To tie it all together, teachers need TIME.  They need time to collaborate, time to observe, time to present, time to connect, and time to reflect. We have to be understanding of the time that is needed to create meaningful PD.  We can’t keep throwing new ideas/programs at teachers when they haven’t had time to practice and revise existing ideas/programs.  It is so important to create as much of this PD time built in to a regular teaching day, we can’t keep expecting our teachers to always use their personal time for PD, they use enough of that to stay on top of the regular tasks of teaching.

We keep moving forward in our ways of teaching our students to become a 21st Century learner, we need to move our PD in that direction too!


Promoting Critical Conversations #SAVMP

Promoting critical conversations is an area that seems very delicate yet extremely important to keep creativity, innovation, and growth alive in a school.  Personally, it is an area that I know I have to grow in.

Being on the other side of administration for 20 years, I appreciated leaders that would listen to my concerns. I wanted to have a voice in our school that helped cultivate the culture we had created and I felt that most of my leaders let me do this. Were all of our conversations ones of agreement? No – sometimes we had to agree to disagree, but there was still a mutual respect.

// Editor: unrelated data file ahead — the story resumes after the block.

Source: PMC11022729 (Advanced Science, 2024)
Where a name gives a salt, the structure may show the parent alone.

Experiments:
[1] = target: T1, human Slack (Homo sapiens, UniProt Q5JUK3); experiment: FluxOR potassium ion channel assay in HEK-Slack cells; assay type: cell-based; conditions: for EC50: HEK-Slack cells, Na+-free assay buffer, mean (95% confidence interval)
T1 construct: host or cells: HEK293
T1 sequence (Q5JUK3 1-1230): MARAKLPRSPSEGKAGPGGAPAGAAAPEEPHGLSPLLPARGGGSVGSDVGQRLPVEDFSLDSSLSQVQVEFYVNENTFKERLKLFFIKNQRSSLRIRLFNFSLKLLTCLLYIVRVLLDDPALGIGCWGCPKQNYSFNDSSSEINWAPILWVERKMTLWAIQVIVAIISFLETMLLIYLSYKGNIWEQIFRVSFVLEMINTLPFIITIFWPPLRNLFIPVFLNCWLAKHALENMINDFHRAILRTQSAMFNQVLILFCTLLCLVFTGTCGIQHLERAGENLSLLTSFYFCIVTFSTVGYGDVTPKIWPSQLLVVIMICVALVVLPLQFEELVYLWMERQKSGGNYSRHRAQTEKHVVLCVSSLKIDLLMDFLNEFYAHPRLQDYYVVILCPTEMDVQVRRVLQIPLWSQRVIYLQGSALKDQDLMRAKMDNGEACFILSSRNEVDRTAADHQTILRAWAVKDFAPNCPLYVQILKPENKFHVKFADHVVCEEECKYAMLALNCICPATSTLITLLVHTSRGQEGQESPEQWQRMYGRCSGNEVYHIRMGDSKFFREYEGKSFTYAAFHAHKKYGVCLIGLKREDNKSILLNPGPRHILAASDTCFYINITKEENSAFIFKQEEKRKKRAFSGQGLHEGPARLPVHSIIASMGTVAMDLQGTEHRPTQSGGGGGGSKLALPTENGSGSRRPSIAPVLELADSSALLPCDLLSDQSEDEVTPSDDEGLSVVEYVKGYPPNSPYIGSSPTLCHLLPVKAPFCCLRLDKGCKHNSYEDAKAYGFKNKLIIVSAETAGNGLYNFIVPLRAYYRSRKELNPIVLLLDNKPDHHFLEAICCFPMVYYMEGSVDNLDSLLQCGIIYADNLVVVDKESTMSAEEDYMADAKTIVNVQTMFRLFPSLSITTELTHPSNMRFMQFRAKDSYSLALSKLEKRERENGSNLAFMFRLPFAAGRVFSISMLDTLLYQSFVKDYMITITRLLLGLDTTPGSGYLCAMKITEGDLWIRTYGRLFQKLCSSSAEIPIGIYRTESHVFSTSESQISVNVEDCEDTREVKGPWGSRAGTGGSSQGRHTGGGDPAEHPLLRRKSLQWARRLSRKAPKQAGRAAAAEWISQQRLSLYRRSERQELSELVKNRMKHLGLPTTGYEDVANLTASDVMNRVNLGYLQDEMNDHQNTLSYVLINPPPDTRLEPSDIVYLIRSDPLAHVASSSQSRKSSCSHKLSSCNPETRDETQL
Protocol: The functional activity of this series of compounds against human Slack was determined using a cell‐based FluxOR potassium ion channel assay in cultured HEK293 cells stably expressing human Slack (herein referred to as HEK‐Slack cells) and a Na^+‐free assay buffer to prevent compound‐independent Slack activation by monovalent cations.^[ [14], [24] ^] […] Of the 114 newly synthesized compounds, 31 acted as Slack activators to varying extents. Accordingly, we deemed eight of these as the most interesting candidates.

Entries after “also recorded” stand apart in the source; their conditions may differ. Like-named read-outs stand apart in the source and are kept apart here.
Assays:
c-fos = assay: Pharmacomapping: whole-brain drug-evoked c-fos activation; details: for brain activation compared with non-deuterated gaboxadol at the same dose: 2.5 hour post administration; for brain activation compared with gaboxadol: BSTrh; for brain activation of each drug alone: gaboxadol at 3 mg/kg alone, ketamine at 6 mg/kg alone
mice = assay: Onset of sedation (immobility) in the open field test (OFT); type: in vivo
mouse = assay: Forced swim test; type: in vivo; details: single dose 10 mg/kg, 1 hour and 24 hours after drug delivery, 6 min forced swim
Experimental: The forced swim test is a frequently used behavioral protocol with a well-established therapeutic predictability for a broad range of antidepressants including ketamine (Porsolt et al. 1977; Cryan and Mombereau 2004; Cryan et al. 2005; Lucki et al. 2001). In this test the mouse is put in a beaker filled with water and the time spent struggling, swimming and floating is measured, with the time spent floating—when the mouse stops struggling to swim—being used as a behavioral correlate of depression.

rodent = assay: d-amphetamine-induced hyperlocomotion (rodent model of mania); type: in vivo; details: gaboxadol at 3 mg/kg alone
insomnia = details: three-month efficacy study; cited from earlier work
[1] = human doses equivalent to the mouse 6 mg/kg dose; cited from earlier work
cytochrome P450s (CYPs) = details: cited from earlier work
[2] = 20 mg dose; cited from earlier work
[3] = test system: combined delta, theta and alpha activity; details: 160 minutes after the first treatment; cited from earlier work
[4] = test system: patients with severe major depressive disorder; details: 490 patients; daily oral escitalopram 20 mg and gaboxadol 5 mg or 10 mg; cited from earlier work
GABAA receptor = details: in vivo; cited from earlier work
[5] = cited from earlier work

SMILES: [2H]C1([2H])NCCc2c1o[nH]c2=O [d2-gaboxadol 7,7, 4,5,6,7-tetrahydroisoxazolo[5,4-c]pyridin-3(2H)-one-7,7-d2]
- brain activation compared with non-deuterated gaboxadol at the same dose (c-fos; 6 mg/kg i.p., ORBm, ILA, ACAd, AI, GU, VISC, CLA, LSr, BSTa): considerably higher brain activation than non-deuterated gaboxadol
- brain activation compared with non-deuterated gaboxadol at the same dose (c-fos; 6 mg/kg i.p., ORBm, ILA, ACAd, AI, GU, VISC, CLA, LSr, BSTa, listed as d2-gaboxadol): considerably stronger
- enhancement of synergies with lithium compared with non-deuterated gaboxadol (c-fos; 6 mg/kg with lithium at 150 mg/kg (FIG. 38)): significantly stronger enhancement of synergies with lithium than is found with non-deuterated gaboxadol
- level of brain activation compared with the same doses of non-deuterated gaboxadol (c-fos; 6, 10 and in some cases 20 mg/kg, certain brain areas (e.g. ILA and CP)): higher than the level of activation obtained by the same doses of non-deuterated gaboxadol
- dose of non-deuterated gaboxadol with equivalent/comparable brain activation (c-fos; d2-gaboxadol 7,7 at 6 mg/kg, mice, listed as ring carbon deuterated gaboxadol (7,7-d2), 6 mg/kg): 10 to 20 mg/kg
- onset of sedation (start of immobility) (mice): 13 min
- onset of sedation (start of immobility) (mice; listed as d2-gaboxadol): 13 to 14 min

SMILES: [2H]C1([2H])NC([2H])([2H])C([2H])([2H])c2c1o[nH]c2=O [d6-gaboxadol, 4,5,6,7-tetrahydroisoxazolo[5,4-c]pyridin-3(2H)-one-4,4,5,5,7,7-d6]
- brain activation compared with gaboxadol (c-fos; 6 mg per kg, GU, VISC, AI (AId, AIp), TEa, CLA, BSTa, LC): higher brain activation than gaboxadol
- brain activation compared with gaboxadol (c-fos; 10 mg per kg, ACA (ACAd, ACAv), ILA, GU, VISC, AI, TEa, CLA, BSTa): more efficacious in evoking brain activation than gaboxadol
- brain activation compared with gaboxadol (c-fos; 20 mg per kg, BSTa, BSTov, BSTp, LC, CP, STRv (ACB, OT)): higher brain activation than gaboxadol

So how do I, now as a leader, continue to promote this in our school? LISTEN! I need to make myself available and approachable so that staff feel comfortable having these conversations. Relationships and trust needs to be developed.  I need to ask important questions to create conversations. Then, I need to listen to what people have to say.

I will need to accept the feedback I receive and then respond to it.  This will be a tough area for me, I am a “people pleaser” and will need to learn to not see this as a personal attack.  I will need to remind myself how I appreciated the ability of my earlier leaders to accept my comments. These conversations will create reflection that should then guide the course we follow. This could mean completely changing a program, a goal, a strategy, or a way of doing business. But, then, I need to make sure to get out and listen to what people have to say again. It should be a cyclical process.

Having critical conversations can be very delicate. Sometimes emotions get tied into conversations and people react in a more negative way. Feedback is immensely important to a school’s growth, but it needs to be given in a respectful way. Leaders need to be able to model this. If emotions are too high, conversations may need to be postponed to a later time, but they should never be dropped.